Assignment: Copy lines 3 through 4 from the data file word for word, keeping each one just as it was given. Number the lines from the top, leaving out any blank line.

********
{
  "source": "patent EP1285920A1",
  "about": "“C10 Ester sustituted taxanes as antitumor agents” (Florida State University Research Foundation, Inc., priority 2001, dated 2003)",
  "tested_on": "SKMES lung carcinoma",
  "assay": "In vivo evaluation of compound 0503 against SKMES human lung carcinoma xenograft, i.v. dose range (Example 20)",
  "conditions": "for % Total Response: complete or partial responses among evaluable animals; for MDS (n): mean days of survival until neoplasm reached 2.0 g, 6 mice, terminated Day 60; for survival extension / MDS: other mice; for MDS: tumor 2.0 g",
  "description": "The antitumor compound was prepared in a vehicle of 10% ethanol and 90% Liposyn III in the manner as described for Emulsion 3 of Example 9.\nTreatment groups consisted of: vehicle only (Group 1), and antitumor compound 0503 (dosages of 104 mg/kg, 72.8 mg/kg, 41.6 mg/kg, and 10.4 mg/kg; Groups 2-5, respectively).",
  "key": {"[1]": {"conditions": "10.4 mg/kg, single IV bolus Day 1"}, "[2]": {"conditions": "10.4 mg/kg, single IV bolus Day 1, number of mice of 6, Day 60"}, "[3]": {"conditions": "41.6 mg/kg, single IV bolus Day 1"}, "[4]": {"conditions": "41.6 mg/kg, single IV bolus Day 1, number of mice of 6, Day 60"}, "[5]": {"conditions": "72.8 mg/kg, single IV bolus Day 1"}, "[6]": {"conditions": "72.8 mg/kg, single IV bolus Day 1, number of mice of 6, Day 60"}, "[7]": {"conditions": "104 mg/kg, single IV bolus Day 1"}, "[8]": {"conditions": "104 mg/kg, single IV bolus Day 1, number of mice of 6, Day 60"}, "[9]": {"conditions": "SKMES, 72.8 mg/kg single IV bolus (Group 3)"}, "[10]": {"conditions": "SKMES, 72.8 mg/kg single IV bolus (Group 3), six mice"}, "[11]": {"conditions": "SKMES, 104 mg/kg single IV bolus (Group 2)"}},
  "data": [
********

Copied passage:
  "about": "“C10 Ester sustituted taxanes as antitumor agents” (Florida State University Research Foundation, Inc., priority 2001, dated 2003)",
  "tested_on": "SKMES lung carcinoma",